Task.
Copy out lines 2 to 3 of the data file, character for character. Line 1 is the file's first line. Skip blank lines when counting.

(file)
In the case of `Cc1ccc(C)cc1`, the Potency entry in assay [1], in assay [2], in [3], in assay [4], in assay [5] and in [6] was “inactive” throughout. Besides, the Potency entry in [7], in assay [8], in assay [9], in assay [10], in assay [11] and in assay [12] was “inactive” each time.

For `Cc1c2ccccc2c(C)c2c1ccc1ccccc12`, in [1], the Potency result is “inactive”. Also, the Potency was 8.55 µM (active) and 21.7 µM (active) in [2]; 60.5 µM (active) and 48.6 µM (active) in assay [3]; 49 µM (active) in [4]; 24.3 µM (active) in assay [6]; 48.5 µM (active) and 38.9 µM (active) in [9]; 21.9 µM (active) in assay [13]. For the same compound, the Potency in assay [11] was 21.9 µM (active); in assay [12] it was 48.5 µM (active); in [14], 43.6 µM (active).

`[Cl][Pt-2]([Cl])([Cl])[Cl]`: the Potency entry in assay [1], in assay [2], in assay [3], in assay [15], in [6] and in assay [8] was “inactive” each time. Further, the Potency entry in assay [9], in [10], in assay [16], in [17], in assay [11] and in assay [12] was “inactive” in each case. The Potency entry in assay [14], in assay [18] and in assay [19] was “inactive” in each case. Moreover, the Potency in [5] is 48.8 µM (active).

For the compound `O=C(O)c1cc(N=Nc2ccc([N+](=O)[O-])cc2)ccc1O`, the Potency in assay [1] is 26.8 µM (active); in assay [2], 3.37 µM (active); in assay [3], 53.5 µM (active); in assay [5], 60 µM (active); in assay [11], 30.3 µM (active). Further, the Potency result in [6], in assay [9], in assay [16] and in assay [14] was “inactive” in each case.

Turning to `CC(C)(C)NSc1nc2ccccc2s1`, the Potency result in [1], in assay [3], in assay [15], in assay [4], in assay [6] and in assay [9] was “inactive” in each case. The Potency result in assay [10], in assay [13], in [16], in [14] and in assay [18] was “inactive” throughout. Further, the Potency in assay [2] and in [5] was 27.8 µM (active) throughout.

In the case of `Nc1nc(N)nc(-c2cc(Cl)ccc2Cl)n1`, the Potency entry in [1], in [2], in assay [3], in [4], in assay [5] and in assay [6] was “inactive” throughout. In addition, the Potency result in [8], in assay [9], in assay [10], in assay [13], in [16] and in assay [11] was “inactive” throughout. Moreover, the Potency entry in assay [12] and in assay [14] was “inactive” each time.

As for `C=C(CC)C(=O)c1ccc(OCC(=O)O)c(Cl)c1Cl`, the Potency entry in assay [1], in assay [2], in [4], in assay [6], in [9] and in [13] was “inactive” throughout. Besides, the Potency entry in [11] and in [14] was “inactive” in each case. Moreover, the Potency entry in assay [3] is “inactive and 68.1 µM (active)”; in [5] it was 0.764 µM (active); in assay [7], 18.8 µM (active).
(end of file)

For `Cc1c2ccccc2c(C)c2c1ccc1ccccc12`, in [1], the Potency result is “inactive”. Also, the Potency was 8.55 µM (active) and 21.7 µM (active) in [2]; 60.5 µM (active) and 48.6 µM (active) in assay [3]; 49 µM (active) in [4]; 24.3 µM (active) in assay [6]; 48.5 µM (active) and 38.9 µM (active) in [9]; 21.9 µM (active) in assay [13]. For the same compound, the Potency in assay [11] was 21.9 µM (active); in assay [12] it was 48.5 µM (active); in [14], 43.6 µM (active).

`[Cl][Pt-2]([Cl])([Cl])[Cl]`: the Potency entry in assay [1], in assay [2], in assay [3], in assay [15], in [6] and in assay [8] was “inactive” each time. Further, the Potency entry in assay [9], in [10], in assay [16], in [17], in assay [11] and in assay [12] was “inactive” in each case. The Potency entry in assay [14], in assay [18] and in assay [19] was “inactive” in each case. Moreover, the Potency in [5] is 48.8 µM (active).